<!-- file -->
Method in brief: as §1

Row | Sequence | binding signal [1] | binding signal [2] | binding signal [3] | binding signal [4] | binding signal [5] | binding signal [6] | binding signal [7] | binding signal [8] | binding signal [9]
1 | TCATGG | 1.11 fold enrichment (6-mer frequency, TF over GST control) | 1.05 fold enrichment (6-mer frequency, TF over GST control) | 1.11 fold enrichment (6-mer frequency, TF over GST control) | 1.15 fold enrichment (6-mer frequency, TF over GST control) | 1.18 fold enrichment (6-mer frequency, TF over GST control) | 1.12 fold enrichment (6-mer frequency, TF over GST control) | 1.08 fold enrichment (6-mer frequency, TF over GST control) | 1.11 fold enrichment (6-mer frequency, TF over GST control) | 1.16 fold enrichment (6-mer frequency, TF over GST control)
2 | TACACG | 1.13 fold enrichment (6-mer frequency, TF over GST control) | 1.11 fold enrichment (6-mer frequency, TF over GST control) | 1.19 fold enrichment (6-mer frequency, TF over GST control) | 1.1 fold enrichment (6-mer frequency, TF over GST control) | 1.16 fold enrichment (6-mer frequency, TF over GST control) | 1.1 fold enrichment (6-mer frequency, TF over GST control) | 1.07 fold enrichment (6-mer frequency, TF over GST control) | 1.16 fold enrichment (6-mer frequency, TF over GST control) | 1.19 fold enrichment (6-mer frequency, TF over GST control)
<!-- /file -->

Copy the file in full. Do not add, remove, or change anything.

Method in brief: as §1

Row | Sequence | binding signal [1] | binding signal [2] | binding signal [3] | binding signal [4] | binding signal [5] | binding signal [6] | binding signal [7] | binding signal [8] | binding signal [9]
1 | TCATGG | 1.11 fold enrichment (6-mer frequency, TF over GST control) | 1.05 fold enrichment (6-mer frequency, TF over GST control) | 1.11 fold enrichment (6-mer frequency, TF over GST control) | 1.15 fold enrichment (6-mer frequency, TF over GST control) | 1.18 fold enrichment (6-mer frequency, TF over GST control) | 1.12 fold enrichment (6-mer frequency, TF over GST control) | 1.08 fold enrichment (6-mer frequency, TF over GST control) | 1.11 fold enrichment (6-mer frequency, TF over GST control) | 1.16 fold enrichment (6-mer frequency, TF over GST control)
2 | TACACG | 1.13 fold enrichment (6-mer frequency, TF over GST control) | 1.11 fold enrichment (6-mer frequency, TF over GST control) | 1.19 fold enrichment (6-mer frequency, TF over GST control) | 1.1 fold enrichment (6-mer frequency, TF over GST control) | 1.16 fold enrichment (6-mer frequency, TF over GST control) | 1.1 fold enrichment (6-mer frequency, TF over GST control) | 1.07 fold enrichment (6-mer frequency, TF over GST control) | 1.16 fold enrichment (6-mer frequency, TF over GST control) | 1.19 fold enrichment (6-mer frequency, TF over GST control)